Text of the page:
יום שני 15 אפריל 2019
Israel and American Jewry – Peoplehood, Religion and Politics
An Academic Summer Program at the University of Haifa
Israel and North America currently constitute the two leading centers of Jewish demography, identity and existence. Broadly speaking, they represent the two major Jewish responses to modernity – Zionism as a form of modern nationalism on the one hand, and integration into a liberal western society and body politic on the other. Their relations respond to this initial divide, while at the same time trying to coalesce a collective notion of Jewish peoplehood, based on culture, identity and a sense of a shared history and fate. The aim of this course is to learn more about the emergence of these two centers, and then explore the past, present and future of their relations.
In recent years, the issue of religion has emerged as a crucial factor in Israel-Diaspora relations, especially in relation to the Jewish center in North America. The historical development of progressive Jewish strands in the United States, together with the fundamental changes in the religious makeup of Jewish society and the perception of the political role of religion in the state of Israel, have led to tension and strife regarding such issues as religious praxis, social identity and the public sphere. Religion with therefore be the main theme through which the relations will be explored, both historically and in relation to current affairs and issues.
David Barak-Gorodetsky, PhD, main lecture at the program, is a scholar of American Judaism and its relations with Zionism and Israel, and teaches at the Ruderman Program for Jewish American studies at the University of Haifa. His fields of research also include political theology, post-secularism and the relations between religion and state in Israel. His book Jeremiah in Zion, and intellectual biography of Rabbi Judah Leib Magnes, was published in 2018 by Ben-Gurion University Press. He is a also Reform Rabbi at the Ramat-Hanegev regional council.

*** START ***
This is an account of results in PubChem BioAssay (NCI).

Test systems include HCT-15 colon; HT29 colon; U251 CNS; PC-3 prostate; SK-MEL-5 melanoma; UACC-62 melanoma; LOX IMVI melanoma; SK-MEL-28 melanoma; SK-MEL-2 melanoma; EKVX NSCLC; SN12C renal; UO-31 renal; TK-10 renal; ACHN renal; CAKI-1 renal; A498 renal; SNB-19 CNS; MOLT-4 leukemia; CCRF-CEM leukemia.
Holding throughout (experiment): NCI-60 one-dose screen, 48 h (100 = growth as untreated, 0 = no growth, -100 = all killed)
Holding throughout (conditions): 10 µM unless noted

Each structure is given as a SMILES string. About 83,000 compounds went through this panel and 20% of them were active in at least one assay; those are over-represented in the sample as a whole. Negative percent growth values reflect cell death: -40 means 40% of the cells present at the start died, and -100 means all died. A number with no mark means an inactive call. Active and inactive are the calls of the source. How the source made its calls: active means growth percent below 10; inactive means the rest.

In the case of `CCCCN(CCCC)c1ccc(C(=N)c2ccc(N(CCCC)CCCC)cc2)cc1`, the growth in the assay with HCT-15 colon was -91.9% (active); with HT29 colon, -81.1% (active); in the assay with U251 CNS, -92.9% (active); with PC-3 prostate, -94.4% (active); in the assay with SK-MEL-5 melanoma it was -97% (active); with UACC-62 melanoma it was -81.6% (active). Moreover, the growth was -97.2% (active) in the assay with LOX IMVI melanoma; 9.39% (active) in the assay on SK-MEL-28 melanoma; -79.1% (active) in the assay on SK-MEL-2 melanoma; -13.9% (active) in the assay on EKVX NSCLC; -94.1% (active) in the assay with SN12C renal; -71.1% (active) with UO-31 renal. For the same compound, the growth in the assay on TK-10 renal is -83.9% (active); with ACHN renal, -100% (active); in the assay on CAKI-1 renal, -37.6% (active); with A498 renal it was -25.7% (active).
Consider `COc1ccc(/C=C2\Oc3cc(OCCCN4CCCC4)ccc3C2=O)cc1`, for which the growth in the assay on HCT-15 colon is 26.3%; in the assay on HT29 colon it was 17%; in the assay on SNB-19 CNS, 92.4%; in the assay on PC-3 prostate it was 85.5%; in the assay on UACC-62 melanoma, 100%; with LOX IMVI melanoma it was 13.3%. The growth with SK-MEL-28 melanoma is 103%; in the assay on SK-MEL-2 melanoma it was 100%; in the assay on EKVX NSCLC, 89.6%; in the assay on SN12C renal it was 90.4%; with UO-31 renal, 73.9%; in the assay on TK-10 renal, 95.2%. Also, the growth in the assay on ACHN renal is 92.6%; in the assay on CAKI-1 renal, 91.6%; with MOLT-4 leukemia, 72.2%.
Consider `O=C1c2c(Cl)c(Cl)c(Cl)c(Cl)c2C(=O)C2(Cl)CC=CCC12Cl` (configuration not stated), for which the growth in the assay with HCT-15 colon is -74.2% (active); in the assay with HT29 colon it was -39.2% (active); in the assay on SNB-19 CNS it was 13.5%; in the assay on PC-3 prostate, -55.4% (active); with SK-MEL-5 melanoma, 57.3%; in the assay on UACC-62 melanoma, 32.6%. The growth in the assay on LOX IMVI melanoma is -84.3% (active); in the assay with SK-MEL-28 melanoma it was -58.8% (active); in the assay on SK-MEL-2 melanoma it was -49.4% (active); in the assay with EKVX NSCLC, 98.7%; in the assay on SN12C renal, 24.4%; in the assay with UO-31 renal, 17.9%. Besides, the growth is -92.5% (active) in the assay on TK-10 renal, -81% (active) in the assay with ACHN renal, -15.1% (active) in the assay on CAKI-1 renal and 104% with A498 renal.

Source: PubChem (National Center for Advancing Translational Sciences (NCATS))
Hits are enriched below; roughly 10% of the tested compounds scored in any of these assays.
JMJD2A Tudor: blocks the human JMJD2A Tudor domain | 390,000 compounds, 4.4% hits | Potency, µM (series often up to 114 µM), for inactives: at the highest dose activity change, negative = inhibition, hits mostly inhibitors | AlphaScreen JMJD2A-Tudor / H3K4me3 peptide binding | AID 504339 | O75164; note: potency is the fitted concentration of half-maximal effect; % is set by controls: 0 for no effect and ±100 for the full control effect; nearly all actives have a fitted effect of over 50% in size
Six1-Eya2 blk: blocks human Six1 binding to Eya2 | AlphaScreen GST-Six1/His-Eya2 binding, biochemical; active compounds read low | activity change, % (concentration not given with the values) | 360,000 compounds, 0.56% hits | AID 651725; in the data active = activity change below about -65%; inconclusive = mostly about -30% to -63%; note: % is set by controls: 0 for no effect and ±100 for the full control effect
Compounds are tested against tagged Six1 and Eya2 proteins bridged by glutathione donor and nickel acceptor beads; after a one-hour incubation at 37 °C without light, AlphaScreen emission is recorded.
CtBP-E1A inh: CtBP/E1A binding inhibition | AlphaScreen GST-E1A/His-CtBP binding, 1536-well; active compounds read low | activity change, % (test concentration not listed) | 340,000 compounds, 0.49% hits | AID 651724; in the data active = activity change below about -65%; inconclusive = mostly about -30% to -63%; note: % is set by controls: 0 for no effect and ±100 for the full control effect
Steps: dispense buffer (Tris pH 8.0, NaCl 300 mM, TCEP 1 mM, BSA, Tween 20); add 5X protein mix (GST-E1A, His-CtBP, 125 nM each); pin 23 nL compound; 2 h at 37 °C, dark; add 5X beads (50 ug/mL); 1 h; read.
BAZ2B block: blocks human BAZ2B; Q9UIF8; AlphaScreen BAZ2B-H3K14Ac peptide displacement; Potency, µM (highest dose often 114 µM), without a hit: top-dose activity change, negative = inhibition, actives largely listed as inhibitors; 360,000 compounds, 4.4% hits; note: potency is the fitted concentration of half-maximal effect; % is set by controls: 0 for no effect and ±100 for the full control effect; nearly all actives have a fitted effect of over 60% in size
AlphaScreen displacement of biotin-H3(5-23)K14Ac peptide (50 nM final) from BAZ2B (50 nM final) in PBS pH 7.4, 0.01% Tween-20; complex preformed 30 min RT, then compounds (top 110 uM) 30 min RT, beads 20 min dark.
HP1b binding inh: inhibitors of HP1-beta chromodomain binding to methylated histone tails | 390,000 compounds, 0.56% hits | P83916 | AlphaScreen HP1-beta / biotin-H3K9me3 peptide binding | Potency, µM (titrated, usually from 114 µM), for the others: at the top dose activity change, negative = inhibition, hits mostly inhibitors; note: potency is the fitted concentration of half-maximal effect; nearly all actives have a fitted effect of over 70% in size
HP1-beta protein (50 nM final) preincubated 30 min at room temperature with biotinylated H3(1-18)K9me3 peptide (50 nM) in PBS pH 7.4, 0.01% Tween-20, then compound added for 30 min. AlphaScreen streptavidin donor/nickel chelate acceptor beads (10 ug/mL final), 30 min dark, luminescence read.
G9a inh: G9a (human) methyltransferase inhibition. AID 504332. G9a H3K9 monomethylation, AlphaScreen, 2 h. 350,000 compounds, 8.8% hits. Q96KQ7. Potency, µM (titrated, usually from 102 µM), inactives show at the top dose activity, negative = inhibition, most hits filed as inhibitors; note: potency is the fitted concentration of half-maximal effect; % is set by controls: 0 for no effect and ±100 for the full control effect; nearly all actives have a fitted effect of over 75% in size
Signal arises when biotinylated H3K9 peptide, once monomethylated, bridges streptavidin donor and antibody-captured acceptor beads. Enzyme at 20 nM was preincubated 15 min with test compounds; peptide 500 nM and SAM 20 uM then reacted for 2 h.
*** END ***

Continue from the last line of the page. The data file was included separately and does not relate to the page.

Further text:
Prof. Gur Alroey, Dean of Humanities at the University of Haifa, Historian of Jewish history in Modern Times and the Director of the Ruderman Program for American Jewish Studies, is the initiator of this program and the academic supervisor.
The program will feature a wide range of additional guest speakers relating to the topic.
July 7, 2019 – August 1, 2019
University of Haifa– Talia Dorms
The course will include a total of 48 hours, 3 academic credits.
Week 1: Israel – an Introduction
How Israel came to being – the History of Zionism
Early Israel – The Establishment of the State and the First Decades
Contemporary Issues in Israeli Society – Social and Economic Divides, Group Dynamics
Week 2: Focal Point - Religion in Israel
“Above and Below”: The Secular-Religious Continuum of Israeli Society
More Religious – or Less? Israel between secularization and post-secular theory
Religion and State in Israel – history and current affairs
Week 3: American Jewry
Jewish History in the US – An Introduction